This fall I have begun to tour in support of the release of Guerrilla Diplomacy. Last week I addressed undergraduate and graduate students at the University of Toronto, and participated in a forum before a mixed group at Dalhousie University in Halifax. That institution’s Centre for Foreign Policy Studies has a special place in the overall scheme of the book project, and as such I was particularly delighted to appear there at this early juncture.
Next week I speak in Montreal and Ottawa.
I tend to open these events with a few prefatory remarks about guerrilla diplomacy as both an approach to diplomatic practice and a framework for the understanding and management of international relations and global issues. Following that introduction I usually set out a statement of the book’s main argument, to the effect that if development is the new security in the era of globalization, then diplomacy must displace defence at the centre of international policy. I then outline several the essential building blocks of the analysis, such as the ACTE world order model, and suggest some of the implications for public administration and international policy.
Over the course of the these, and the previous discussions which have followed my presentations, the question often comes up: how can your program be implemented?
How do we get from where we are to where you are advocating that we should be?
I reply that there are at least three prerequisites:
- The rehabilitation and popularization of diplomacy per se, bringing it in from the far reaches of esoterica and closer to the mainstream of public and political discourse by making it relevant and real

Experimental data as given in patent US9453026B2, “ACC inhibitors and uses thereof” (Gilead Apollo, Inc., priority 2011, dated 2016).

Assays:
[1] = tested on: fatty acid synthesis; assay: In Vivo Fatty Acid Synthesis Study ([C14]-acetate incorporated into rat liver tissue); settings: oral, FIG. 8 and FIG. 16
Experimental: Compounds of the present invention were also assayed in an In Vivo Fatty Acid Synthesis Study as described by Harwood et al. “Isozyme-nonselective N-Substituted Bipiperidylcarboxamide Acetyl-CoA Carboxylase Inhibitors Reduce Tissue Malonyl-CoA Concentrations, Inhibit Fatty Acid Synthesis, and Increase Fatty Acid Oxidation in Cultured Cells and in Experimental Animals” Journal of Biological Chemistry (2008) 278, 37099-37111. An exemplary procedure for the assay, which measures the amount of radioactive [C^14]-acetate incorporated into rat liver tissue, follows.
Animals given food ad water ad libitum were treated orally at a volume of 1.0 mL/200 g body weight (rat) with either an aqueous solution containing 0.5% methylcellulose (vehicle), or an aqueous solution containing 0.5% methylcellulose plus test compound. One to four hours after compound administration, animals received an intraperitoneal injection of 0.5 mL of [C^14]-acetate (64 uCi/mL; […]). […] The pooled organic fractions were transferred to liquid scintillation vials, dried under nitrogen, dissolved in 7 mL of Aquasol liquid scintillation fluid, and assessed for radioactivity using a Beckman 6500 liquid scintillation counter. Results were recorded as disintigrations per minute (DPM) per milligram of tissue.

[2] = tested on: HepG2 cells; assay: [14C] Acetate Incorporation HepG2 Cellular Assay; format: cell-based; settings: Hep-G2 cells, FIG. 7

- The radical reform of, and reinvestment in, the foreign ministry and foreign service
- The formulation and articulation of a grand strategy in which guerrilla diplomacy can be situated
With the publication of the book and related articles, increasingly frequent forays into journalism, and now with an extended road show, I hope to be able to contribute in some way to the realization of the first and second goals. It is the third element, however, which I would like to elaborate somewhat at this point.
The notion of grand strategy comes up at various points in the volume, and I consider it a core element of statecraft. Few other analysts, however, seem to share that view. As a term, it is largely unknown outside of specialist circles, and is rarely mentioned in the media. Even in academia it is rarely taught, particularly at North American universities. Canada does not have one; the last effort to cobble together such a document collapsed in a smouldering heap following a change in government, and nothing has been offered since. A grand strategy may be under construction south of the border, but the Obama administration has yet to set out anything comprehensive.
All of this, I think, is unfortunate, because grand strategy is an extremely useful concept.
In the absence of grand strategy, international policy tends to be ad hoc, incoherent and splattered. Perhaps the only thing worse than no grand strategy is one which is flawed or failed, such as the notorious Bush Doctrine of the Global War on Terror, pre-emptive defence and unilateral intervention. If bad or non-existant, poor decisions are made, lives are squandered, finance is wasted, and insecurity – often in concert with underdevelopment – is advanced.
In the particularly memorable words of Oxford University historian and theoretician Hew Strachan, without grand strategy, policy can become an instrument of war, rather than the other way around.
In the next posting or two, we are going to drill down into the concept of grand strategy, identifying the critical elements and assessing their significance vis-a vis guerrilla diplomacy in the age of globalization.
In the interim, a provisional definition might read something like this:
Grand strategy is a unifying, long-term vision of a country’s global values and interests; an expression of where that country is, and wants to go in the world, and; an analysis of its potential and capacity to achieve the objectives, and to reach the destination set forth.
Well worthy of some sustained reflection, wouldn’t you say?